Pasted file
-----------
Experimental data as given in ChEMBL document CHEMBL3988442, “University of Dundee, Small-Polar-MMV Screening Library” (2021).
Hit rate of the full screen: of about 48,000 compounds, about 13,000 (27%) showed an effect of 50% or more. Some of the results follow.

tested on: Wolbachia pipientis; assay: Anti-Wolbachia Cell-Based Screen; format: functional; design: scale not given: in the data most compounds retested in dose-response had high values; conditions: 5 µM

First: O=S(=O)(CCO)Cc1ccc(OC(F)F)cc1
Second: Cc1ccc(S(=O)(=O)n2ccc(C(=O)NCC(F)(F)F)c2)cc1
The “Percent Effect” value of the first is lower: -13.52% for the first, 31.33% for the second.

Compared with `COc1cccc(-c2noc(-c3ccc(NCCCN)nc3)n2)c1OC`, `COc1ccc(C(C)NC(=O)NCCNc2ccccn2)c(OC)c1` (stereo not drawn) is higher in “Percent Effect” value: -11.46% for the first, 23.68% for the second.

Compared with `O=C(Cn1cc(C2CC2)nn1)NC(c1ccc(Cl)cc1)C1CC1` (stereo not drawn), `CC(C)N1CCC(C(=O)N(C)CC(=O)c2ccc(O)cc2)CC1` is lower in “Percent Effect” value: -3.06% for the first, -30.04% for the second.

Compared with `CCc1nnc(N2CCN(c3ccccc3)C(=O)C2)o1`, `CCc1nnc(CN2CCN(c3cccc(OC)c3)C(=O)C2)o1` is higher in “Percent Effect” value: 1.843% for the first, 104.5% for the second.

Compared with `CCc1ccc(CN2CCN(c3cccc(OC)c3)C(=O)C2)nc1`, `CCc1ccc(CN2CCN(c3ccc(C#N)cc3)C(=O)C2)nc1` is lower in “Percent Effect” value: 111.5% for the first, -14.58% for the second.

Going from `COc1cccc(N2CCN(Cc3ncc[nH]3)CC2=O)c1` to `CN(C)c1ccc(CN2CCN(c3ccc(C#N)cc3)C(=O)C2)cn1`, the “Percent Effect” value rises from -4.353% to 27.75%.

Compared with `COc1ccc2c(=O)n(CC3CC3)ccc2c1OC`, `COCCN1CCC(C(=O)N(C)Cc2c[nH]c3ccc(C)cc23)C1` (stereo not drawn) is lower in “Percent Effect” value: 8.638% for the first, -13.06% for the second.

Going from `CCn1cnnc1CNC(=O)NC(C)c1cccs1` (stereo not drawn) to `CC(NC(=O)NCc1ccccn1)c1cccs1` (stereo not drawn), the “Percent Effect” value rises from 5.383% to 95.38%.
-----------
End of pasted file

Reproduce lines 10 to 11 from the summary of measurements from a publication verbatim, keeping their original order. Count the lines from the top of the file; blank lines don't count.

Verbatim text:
Compared with `CCc1ccc(CN2CCN(c3cccc(OC)c3)C(=O)C2)nc1`, `CCc1ccc(CN2CCN(c3ccc(C#N)cc3)C(=O)C2)nc1` is lower in “Percent Effect” value: 111.5% for the first, -14.58% for the second.

Going from `COc1cccc(N2CCN(Cc3ncc[nH]3)CC2=O)c1` to `CN(C)c1ccc(CN2CCN(c3ccc(C#N)cc3)C(=O)C2)cn1`, the “Percent Effect” value rises from -4.353% to 27.75%.